Editor’s Note: This post is part of a monthly series from Microsoft’s Citizenship team that appears on the second Wednesday of every month. Pulse on Citizenship provides insight and commentary on topics and trends in corporate citizenship.
Today, we are releasing our annual Citizenship Report, which provides an overview of our citizenship work over the past fiscal year, from July 2011 to June 2012. This is the third year in a row that we have released the Citizenship Report at the same time as our annual financial report. Together, these two milestones give our shareholders, customers, employees and many community partners a full view of Microsoft’s financial and non-financial performance across all business operations.
The Citizenship Report, in particular, outlines Microsoft’s citizenship goals, progress and next steps in our responsible work practices and service to communities as part of our company commitment to making a real impact for a better tomorrow everywhere we do business.
The full Citizenship Report can be found on the Microsoft Corporate Citizenship website and we encourage you to view it and send us your feedback. Here are a few highlights from the report:
· We gave more than $900 million in cash and software to more than 62,200 nonprofits worldwide this fiscal year. Our employees contributed nearly $100 million of this total as part of the employee giving and company match program.
· We consulted with businesses, government and other key stakeholders to develop a human rights statement that brings together long-standing policies on privacy, security, free expression and labor rights. The statement aligns with the United Nations Guiding Principles on Business and Human Rights, and establishes a common set of principles we infuse into our business practices.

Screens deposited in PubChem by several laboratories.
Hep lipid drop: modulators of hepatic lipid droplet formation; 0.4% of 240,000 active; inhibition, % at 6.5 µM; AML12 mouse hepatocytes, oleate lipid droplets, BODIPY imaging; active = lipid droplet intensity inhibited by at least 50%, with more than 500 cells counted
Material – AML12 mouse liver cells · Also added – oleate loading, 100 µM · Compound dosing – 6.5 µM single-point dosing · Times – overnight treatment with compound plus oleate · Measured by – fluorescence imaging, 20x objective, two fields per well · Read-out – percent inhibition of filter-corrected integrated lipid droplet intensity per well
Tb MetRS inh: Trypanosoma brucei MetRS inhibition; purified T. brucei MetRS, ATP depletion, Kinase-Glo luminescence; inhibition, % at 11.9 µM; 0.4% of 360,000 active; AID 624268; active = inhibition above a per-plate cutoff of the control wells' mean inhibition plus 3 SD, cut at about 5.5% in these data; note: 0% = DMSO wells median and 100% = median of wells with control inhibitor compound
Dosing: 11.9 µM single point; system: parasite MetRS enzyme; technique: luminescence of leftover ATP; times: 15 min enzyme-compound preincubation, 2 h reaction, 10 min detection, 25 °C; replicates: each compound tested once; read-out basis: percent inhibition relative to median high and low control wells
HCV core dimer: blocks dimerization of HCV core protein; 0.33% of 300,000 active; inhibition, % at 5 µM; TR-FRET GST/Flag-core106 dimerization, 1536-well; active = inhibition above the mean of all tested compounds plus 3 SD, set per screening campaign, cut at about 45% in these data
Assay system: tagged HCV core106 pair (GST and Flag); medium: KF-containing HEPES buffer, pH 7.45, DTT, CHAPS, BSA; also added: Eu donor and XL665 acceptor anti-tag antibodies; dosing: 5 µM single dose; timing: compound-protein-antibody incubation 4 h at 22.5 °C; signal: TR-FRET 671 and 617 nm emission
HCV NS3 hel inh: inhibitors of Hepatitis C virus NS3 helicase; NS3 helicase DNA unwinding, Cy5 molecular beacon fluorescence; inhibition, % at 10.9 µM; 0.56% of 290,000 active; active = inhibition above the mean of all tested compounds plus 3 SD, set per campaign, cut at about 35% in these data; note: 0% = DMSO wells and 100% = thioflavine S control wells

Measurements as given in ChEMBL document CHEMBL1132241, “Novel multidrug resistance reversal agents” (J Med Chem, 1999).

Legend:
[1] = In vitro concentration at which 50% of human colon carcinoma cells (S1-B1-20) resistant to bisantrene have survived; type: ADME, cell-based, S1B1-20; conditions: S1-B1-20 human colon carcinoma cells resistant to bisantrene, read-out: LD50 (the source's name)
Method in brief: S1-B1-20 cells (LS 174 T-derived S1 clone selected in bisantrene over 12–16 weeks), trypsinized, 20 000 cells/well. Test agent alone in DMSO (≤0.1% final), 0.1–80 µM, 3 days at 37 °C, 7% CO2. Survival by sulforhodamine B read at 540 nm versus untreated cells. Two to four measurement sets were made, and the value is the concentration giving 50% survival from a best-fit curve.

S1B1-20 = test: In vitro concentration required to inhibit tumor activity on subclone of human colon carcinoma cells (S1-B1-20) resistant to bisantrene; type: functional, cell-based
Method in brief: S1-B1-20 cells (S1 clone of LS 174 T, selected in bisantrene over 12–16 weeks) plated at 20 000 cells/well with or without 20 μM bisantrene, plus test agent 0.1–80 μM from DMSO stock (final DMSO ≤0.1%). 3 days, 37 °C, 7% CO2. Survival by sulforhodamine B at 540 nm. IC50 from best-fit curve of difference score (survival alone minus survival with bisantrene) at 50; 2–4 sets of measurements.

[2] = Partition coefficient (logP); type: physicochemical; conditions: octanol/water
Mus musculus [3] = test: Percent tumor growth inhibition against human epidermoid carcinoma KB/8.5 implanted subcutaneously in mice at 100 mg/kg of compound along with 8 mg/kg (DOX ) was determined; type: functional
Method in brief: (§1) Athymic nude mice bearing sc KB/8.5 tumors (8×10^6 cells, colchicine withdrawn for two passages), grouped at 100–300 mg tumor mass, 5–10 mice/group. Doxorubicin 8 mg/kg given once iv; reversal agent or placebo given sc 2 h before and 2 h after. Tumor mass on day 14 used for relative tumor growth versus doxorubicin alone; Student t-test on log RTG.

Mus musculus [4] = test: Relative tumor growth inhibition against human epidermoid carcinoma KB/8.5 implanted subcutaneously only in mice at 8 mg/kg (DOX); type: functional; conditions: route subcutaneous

· We made good progress in reducing our carbon footprint, exceeding our goal of cutting carbon emissions by 30 percent per unit of revenue compared with 2007 levels. This achievement was due in part to the 1.1 billion kilowatt hours of green power we purchased, the third most of any U.S. company.
· To help drive responsible business practices throughout our supply chain, we required 100 percent of our suppliers to abide by our revised Vendor Code of Conduct.
· To demonstrate the value we place on our employees, we made the company’s biggest investment ever in employee compensation.
In addition, this past fiscal year we made the decision to make youth the focal point of our philanthropy efforts and we announced this decision a few weeks ago with the launch of the global Microsoft YouthSpark initiative. As our CEO Steve Ballmer said, Microsoft YouthSpark represents “a big, bold bet” for Microsoft.
The Citizenship Report demonstrates how we have been laying the groundwork for this initiative over the past year through youth-focused programs and partnerships, such as connecting 600,000 students with one another through Skype in the Classroom and providing $1 million in Imagine Cup grants of cash, software and support to help student innovators launch their own businesses. Through Microsoft YouthSpark, we‘re embarking on an even more direct path to empower youth to imagine and realize their full potential.
We are continually evolving our Citizenship reporting, and want to make sure we provide the best possible resource for our many stakeholders around the world. We welcome any feedback you may have on this year’s report, so please e-mail comments and questions to email@example.com.